1138 is the George Lucas equivalent of Hidden Mickeys. The most obvious is probably the Hidden Mickey in the moon on Peter Pan's Flight (I actually looked and spotted this one when I rode the ride 17 times in one day, 15 times consecutively on the day Disneyland was empty due to a terrorist threat). On Pirates of the Caribbean, three canons come together... And I've heard that the one on It's a Small World is with the mermaids... Mr. Toad's Wild Ride's is apparently on a door, but it was a pain to look for (that ride is not conducive to trying to look at doors)...

[ edited by NileQT87 on 2010-06-06 09:52 ]
Well, yeah, duh.

Careful, that could come across as offensive ;).

(if it's that obvious why did you mention it as if it were noteworthy NileQT87 ? And if it's "clearly intended to be a bit rushed" then why say the handwriting is bad ? Do you mean bad apart from being rushed ? In what way and how can you tell ?)
No, I mean "bad handwriting" as in, even if you pause it, it's not the easiest prop to read. It's a bit scribbly. Also, phrases repeat over and over again--but that adds to the disjointedness of it.

I've squinted at worse, though. The aforementioned itty-bitty text on Gallic and Castillian kings comes to mind as being hard to transcribe.

Not trying to be rude. Just lighthearted fun at pointing out things I've squinted at.

I like reading props. And I just noted that one as one I found particularly interesting because it actually does sort of explore a few things about a character that not much is ever revealed about.

In the original pilot of Heroes, you can read some of "Paul E. Sylar"'s wall newspapers. Kind of fun, too, as those same wall clippings never left the final cut of the episode, but there was no zoom up on the wall. The 'snow falls in Miami' article is actually lifted right from a real newspaper.

BtVS/AtS never really had a lot of believable detail as far as newspapers, computer screens and books. Close inspection by fans doesn't appear to have been taken into consideration by the prop department. Though the difference between the prop people's neat cursive handwriting and David Boreanaz's huge scrawl always made me giggle.

[ edited by NileQT87 on 2010-06-06 10:14 ]
Fair enough. I guess I see it more as excellent rushed handwriting (since appearing rushed - and therefore hard to read - is the intent) and likewise "disjointed" isn't a complaint about the prop since that's also the aim but whatever, minor quibble, props (the other kind) for your squintwithitness ;).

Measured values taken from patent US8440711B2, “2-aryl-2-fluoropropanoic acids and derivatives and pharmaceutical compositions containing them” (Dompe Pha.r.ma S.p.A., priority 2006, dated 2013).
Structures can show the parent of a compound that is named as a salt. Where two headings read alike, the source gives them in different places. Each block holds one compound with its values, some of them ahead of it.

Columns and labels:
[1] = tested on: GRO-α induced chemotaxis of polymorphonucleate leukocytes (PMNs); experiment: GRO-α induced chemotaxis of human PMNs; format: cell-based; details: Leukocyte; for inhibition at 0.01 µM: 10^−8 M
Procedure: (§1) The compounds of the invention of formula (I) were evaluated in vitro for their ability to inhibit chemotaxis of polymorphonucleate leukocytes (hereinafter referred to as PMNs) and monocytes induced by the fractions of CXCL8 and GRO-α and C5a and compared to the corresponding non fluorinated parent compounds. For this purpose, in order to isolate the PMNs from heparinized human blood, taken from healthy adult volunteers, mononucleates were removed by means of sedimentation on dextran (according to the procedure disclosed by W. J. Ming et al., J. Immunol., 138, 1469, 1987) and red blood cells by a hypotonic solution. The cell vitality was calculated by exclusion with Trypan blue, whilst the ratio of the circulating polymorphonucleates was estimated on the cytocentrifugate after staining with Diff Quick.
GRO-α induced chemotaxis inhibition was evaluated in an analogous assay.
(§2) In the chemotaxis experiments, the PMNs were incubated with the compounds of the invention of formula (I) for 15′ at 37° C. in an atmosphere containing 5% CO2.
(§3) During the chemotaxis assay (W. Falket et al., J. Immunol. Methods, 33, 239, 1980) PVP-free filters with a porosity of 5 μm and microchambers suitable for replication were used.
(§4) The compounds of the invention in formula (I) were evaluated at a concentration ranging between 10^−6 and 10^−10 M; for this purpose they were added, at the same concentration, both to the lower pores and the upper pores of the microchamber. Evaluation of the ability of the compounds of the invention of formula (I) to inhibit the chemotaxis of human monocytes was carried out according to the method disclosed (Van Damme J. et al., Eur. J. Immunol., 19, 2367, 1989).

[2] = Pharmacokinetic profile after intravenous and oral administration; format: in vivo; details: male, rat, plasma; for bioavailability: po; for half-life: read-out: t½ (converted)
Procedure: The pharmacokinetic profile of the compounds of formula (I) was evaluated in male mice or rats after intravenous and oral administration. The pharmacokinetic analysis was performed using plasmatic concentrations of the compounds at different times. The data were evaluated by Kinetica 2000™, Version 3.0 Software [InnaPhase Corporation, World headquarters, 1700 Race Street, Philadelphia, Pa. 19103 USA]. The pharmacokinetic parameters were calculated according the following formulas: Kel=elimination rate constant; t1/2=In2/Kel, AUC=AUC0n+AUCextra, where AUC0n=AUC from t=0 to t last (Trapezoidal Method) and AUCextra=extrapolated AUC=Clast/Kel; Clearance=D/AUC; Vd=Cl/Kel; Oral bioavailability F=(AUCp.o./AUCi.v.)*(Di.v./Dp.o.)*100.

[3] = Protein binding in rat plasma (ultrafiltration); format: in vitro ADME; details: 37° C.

(which isn't to say I think they sat and painstakingly reproduced the look of rushed handwriting BTW - the easiest way to reproduce rushed handwriting is just to write something by hand while rushing and I bet that's exactly what they did)
Doctor Who slightly failed to keep current when Rose's home timeline jumps forward a year, but there's an excuse with time travel and the Doctor basically being involved in home timeline events with two companions at the same time (IE. Martha is pulled out of her timeline prior to Donna meeting the Doctor, even though that occurred first).

Eh? How do you figure this?
Haha. That's great!

One of my favourite Angel written props is the magazine article Cordelia was reading at the end of 'Guise will be Guise'. It was a nice bit of poking fun:

'Everything was perfect - the food, the flowers, the fashions. The weather was perfect - a beautiful balmy evening with so many stars they seemed to overlap. Inside, there were almost as many stars. The casts from Where's Grandma, Sepulveda Place and Shopping for Sophie were all in attendance, as well as the director of photography from Yosemite and the whole writing staff from the hit new reality show Trapped in an Elevator.
Things got really interesting when soap star Tripp von Weisling from Morning Light tried to make off with an ice sculpture of supermodel Lula Gabrielle. We know she's an ice princess, Tripp, but really...'
Someone has way to much to time on their hands that they spotted this! But hey, I read this article so I guess I am the same ......
Omg, that is so funny. I can't believe I've never noticed that. Though, it's probably not something most would pay attention to.
Actually, I got it from my 'Angel: The Casefiles' book which has a copy of the article. I just thought it was kinda funny.
What I found interesting (besides the stuff other people have pointed out) was all the different ways actors find to read a newspaper. Different postures, different facial expressions.
And while not pictured here, this newspaper was used countless times on Spike's favourite show, Passions.
I was under the impression for Doctor Who even though they were a little messy consistently dating things to be a year later, since Martha's season took place in something like three or four "real" days that meant they were basically set from that point on.

The only thing now is that the BBC needs to press for David Tennant to be involved with lighting the 2012 London Olympic games.
Martha states that she's from 2007... And being that ever since Aliens of London, the show's "home time" has been a year in advance (Rose was missing for a year... which means The Christmas Invasion is Christmas 2006, not 2005). And none of the Christmas episodes are concurrent (Wilf talks about the 3 Christmases). Thus, Martha is probably picked up in a time prior to The Runaway Bride or immediately within the next 6 days left of December 2007. But Aliens of London does shoot the rest of it a year past the air date. And despite Martha's short amount of missing time, Voyage of the Damned is still Christmas 2008, despite being aired for Christmas 2007. And it's definitely solid that Rose meets Nine in 2005 (and Ten last sees her New Year's Day 2005). So, yeah, it's all a year ahead since series 1. The specials would be back on track, though (as The Next Doctor is set in the past, it doesn't fill up the 2009 slot--which is The End of Time). Though, Amy's home time firmly puts it all back on track (Amy's home time is actually on the finale date).

[ edited by NileQT87 on 2010-06-07 11:05 ]